New initiative to train India’s people living with HIV on AIDS advocacy in the workplace
07 October 2009
Today, October 7 2009, we mark World Day for Decent Work. The International Labour Organization, a Cosponsor of UNAIDS, works towards achieving the globally endorsed goal of Decent Work. Rights at work include freedom from discrimination, expansion of employment opportunities, social protection for all and social dialogue.
An innovative tool in India’s response to HIV in the world of work has just been launched by the International Labour Organization (ILO) and the India Network of People living with HIV/AIDS (INP+). The two organizations have come together to release a unique training video and handbook package aimed at guiding those living with the virus in AIDS advocacy in the workplace.
Unveiled by the Honorable Shri Mallikarjun Kharge, Union Minister of Labour and Employment, the package contains testimonies from people living with HIV (PLHIV) in workplace settings as this has proven to be a very effective training initiative in the past. Practical, and offering step-by-step guidelines, it is designed to encourage HIV-positive people to be open about their status and spread the message of tolerance, anti-discrimination and respect for human and employment rights for those affected by the virus across the country.
The video and handbook have been developed with contributions from more than 100 people living with HIV and are available in both English and Hindi.
We cannot stress enough the importance of the rights of people living with HIV – to respect, dignity, access to care and treatment, and here in this project, the right to work. Building the capacity of people to advocate this is critical and we salute the achievements of ILO and INP+ in this regard.
Charles Gilks, UNAIDS Country Coordinator, India
One active participant in this process is Hari Singh, a board member of the Delhi Network of People Living with HIV, who has been working with the ILO in advocacy initiatives since 2007. He spoke at the launch of his growing confidence in talking about his HIV status. He now speaks to employers, workers and trade unions about his life experience and provides clear and specific anti-AIDS messages.
As in many other countries and communities, AIDS stigma and discrimination are still rife in Indian society, including the workplace, and a number of individuals have been hounded from their jobs because of their status. According to Naveen Kumar of the Delhi Network of Positive People, this can have devastating consequences: “If you take away our jobs, you will kill us faster than HIV.” Removing punitive laws, policies, practices and stigma and discrimination that block effective responses to AIDS is one of the nine priority areas in the UNAIDS Outcome Framework 2009-2011.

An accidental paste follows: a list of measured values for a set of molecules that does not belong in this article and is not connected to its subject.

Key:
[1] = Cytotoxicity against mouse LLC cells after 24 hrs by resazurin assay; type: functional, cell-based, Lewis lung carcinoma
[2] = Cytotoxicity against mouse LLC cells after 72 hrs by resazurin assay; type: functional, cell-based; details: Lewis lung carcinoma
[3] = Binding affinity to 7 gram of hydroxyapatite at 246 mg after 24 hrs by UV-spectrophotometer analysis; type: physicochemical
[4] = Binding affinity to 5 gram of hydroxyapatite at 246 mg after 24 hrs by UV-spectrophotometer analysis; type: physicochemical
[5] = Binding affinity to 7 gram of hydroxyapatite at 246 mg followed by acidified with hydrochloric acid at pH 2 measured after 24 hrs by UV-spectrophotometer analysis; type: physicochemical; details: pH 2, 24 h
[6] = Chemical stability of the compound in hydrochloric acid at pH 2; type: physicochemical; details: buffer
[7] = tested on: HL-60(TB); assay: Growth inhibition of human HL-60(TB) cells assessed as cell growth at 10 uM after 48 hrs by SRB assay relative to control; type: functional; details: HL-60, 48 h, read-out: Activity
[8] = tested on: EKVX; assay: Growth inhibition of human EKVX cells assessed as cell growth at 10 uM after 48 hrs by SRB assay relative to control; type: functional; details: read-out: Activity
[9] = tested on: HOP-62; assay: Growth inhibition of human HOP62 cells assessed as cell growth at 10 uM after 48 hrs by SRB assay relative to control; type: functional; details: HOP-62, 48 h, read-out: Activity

This latest intervention is part of an ongoing umbrella project spearheaded by the ILO in India, the first country in the world to implement an ILO technical cooperation project on HIV following the creation of the agency’s programme on HIV/AIDS and the world of work in 2001. From the very beginning, a person living with HIV has been represented on the ILO Project Management Team.
“The ILO in partnership with INP+ has been actively pursuing the principle of right to employment and other basic employment-related rights of PLHIV in the development and implementation of HIV workplace policies and programmes,” explains K.K. Abraham, INP+ president.
As Syed Mohammad Afsar, ILO’s HIV and AIDS Technical Specialist for South Asia and National Project Coordinator in India maintains, “Work is just as important as treatment for people living with HIV. The ILO Code of Practice on HIV/AIDS and the world of work includes non-discrimination for purposes of employment as one of its key principles. People should be allowed to work and earn a living as long as they are fit to work.”
The ILO India project has been supported by the United States Department of Labour and, more recently, by the US President's Emergency Plan for AIDS Relief (PEPFAR). It is now seen by many as something of a yardstick for other programmes executed by the ILO with ministries of labour and with employers’ and workers’ organizations to address AIDS in the world of work.
“In the ILO project, we have been building the capacity of people living with HIV and engaging them from the beginning. So far, 165 PLHIV from 20 networks in India have been trained in workplace advocacy programmes,” Mr Afsar added.
According to Charles Gilks, the UNAIDS Country Coordinator for India, the initiative is highly welcome. “We cannot stress enough the importance of the rights of people living with HIV – to respect, dignity, access to care and treatment, and here in this project the right to work. Building the capacity of people to advocate this is critical and we salute the achievements of ILO and INP+ in this regard.”